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FT: SHELL DID NOT TURN DOWN THE BEATLES BUT IT CERTAINLY MISSED OUT ON THE KINKS BY SELLING THE RAJASTHAN FIELDS TO CAIRN ENERGY

By Ed Crooks
Published: January 8 2007 02:00 | Last updated: January 8 2007 02:00

Sir Bill Gammell’s contention that the oil industry is “all about creativity” is nowhere better illustrated than in Cairn India’s oil fields in Rajasthan, writes Ed Crooks.

Cairn Energy bought out Royal Dutch Shell’s 50 per cent share in the acreage for $7.25m in the first half of 2002 and it has gone on to create a business worth more than $6bn (£3.1bn).

For Shell it is perhaps not quite the oil industry’s equivalent of turning down the Beatles, but certainly of missing out on the Kinks.

Sir Bill is understandably reluctant to crow over how he profited from Shell’s poor judgment.

“Beauty is in the eye of the beholder,” he says, pointing out that a company of Shell’s vast size would have needed to make a much bigger discovery than one that made such a material difference to Cairn.

But even for Shell, a half-share in $6bn is worth taking seriously.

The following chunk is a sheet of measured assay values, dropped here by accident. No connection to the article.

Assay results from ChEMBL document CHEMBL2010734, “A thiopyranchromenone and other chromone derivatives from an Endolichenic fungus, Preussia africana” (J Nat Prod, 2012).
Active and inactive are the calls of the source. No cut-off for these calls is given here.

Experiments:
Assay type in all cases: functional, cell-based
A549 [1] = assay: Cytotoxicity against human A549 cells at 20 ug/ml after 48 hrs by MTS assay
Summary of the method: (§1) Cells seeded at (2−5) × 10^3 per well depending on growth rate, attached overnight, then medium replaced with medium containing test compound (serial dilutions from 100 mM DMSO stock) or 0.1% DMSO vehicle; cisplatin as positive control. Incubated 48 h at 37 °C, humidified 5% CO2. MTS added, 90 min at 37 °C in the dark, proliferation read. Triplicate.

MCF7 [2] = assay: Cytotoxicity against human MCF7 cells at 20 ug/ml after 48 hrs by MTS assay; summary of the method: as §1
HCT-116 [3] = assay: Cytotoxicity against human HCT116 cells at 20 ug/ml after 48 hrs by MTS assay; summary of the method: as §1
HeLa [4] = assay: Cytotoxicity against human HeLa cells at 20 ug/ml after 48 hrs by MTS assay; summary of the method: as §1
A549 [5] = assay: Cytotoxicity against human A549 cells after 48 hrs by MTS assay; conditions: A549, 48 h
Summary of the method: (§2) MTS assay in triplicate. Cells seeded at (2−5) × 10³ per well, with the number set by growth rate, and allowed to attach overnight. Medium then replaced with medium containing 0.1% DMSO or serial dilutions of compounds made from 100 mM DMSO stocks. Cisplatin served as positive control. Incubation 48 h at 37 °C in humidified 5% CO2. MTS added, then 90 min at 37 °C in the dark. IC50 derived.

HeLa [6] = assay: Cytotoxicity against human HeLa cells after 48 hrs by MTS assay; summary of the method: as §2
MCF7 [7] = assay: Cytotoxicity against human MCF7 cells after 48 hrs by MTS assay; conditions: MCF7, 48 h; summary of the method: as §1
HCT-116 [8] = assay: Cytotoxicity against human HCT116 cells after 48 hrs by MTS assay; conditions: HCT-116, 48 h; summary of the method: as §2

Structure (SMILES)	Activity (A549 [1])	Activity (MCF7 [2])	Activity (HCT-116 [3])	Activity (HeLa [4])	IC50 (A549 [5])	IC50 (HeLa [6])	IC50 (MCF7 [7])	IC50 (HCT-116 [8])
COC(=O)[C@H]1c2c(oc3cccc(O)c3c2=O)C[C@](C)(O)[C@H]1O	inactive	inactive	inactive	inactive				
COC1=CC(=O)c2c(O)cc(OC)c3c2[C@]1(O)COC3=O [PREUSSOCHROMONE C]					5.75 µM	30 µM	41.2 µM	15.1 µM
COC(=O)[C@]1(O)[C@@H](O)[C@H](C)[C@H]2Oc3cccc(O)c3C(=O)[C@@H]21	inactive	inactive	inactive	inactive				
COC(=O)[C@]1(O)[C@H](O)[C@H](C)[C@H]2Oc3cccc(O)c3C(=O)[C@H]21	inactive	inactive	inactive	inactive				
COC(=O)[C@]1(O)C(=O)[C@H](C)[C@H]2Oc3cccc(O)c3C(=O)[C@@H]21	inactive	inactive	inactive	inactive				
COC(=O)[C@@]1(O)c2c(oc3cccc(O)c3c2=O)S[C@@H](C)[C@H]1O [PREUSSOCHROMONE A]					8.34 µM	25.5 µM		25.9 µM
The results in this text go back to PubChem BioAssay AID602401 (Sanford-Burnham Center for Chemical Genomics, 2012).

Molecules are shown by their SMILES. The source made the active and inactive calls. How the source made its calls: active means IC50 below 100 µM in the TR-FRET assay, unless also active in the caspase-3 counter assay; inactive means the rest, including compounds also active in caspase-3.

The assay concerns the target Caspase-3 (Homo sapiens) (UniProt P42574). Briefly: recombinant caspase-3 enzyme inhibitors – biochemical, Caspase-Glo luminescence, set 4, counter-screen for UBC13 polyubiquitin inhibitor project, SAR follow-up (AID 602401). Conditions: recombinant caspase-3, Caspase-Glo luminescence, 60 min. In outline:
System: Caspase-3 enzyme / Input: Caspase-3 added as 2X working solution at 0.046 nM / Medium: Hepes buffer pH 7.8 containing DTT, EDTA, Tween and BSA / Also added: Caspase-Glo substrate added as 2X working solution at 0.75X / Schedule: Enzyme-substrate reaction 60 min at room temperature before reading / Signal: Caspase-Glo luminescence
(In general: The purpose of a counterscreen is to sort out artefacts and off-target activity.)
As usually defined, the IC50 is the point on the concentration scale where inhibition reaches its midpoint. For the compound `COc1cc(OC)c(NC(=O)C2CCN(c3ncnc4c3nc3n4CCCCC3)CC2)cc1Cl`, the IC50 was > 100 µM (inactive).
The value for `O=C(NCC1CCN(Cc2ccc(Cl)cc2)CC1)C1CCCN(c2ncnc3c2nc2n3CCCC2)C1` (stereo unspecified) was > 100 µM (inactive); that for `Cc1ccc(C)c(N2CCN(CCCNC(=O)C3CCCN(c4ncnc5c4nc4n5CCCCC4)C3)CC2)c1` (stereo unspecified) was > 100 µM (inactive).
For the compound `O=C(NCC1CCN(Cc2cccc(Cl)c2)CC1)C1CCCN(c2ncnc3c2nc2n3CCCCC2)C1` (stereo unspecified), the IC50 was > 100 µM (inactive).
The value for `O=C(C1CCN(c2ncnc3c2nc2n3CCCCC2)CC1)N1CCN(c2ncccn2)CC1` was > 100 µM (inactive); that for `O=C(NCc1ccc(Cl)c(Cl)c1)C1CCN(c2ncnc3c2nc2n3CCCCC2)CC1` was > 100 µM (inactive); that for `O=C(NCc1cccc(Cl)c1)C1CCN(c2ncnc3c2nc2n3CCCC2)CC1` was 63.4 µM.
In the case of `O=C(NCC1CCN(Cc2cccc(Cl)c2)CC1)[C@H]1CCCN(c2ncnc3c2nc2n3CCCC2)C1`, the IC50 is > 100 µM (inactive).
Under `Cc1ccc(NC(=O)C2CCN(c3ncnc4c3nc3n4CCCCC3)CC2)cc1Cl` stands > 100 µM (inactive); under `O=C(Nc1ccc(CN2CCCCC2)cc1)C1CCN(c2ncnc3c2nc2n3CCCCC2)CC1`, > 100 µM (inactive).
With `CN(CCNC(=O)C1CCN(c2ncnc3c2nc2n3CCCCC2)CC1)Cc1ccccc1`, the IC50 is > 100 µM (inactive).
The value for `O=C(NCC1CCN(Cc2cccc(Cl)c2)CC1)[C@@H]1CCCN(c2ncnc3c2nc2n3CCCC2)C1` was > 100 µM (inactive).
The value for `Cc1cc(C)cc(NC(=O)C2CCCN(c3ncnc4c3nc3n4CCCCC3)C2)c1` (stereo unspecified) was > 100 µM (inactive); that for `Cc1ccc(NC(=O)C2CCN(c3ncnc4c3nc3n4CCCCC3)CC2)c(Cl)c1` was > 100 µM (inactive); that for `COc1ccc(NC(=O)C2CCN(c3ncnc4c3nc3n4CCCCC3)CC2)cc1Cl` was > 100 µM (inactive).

Shell had signed a licence on the block back in 1995 and began exploring it in conjunction with Cairn Energy later in the decade.

A series of deals took Cairn’s share from an initial 10 per cent up to 50 per cent, and an exploration well was drilled.

“The first well was drilled and Shell didn’t want to drill another one and Cairn wanted to drill a second,” Sir Bill says.

The logs taken up from the well looked terrible, but there was said to have been some oil on the logging tool used to take records from the well.

“Our technical people had a hunch, and we kept with it,” Sir Bill says.

In January 2004, when Cairn made the biggest onshore oil find in India for two decades, that hunch paid off.

But there were more wells drilled before the eventual great success and Sir Bill is keen to reject the idea that the company had a random lucky break.

“While it looks like a complete overnight sucess, we had $100m on the table,” he says.

The question for him now is whether he can reproduce that success, or whether – for him and his team – it really was a once in a lifetime discovery.

Sir Bill says the two main lessons he has learned in his career are, “with technical people, you must double the risk and halve the reward on anything that they tell you” and “to get as large an acreage position as possible in any deal that you do”.

The first might incline investors to still be cautious about the profits that will flow from Rajasthan. But the second has already paid off handsomely.

Copyright The Financial Times Limited 2007

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